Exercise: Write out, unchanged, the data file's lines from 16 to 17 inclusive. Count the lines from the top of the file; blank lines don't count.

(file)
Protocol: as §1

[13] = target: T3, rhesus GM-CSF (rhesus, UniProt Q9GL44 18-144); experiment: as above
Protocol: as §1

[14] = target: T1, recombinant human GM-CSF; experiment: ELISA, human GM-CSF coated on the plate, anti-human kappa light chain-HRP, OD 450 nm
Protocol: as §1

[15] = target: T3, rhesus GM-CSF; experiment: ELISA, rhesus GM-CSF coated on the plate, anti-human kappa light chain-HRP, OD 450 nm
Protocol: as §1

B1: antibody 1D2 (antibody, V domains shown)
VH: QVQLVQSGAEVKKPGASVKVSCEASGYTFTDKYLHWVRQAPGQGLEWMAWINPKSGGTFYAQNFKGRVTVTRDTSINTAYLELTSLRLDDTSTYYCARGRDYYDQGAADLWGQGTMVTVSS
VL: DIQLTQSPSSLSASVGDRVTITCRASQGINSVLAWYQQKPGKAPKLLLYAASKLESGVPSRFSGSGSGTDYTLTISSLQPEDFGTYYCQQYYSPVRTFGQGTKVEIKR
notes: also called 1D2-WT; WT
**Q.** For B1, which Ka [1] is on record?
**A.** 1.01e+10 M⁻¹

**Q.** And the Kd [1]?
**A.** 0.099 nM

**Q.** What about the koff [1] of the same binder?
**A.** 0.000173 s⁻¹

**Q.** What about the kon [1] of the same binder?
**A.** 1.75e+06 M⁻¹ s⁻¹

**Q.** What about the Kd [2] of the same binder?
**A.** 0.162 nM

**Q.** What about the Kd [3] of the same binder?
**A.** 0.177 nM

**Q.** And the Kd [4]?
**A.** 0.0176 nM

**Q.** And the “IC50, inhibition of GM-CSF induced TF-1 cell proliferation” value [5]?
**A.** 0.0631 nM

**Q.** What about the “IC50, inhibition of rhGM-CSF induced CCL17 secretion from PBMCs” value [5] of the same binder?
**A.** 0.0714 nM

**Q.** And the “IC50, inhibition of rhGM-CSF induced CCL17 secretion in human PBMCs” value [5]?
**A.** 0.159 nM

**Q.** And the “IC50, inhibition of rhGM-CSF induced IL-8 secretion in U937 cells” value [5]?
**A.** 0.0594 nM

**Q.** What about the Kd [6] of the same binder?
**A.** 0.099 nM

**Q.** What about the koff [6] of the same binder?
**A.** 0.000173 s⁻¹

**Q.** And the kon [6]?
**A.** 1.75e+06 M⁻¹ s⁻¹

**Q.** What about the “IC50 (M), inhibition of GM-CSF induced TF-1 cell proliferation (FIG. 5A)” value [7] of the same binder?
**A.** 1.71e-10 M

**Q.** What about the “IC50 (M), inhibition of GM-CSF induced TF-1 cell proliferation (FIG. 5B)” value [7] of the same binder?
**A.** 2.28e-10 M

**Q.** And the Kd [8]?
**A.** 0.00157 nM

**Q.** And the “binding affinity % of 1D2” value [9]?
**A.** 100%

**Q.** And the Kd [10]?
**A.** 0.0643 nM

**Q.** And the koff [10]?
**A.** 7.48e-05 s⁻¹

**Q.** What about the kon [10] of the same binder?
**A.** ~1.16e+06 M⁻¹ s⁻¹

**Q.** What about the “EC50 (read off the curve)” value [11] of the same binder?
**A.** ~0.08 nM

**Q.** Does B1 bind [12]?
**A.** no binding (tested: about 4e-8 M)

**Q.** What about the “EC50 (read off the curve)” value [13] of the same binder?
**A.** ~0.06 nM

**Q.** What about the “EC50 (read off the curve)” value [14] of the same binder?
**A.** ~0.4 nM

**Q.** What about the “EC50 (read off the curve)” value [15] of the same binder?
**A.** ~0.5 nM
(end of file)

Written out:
**Q.** What about the koff [1] of the same binder?
**A.** 0.000173 s⁻¹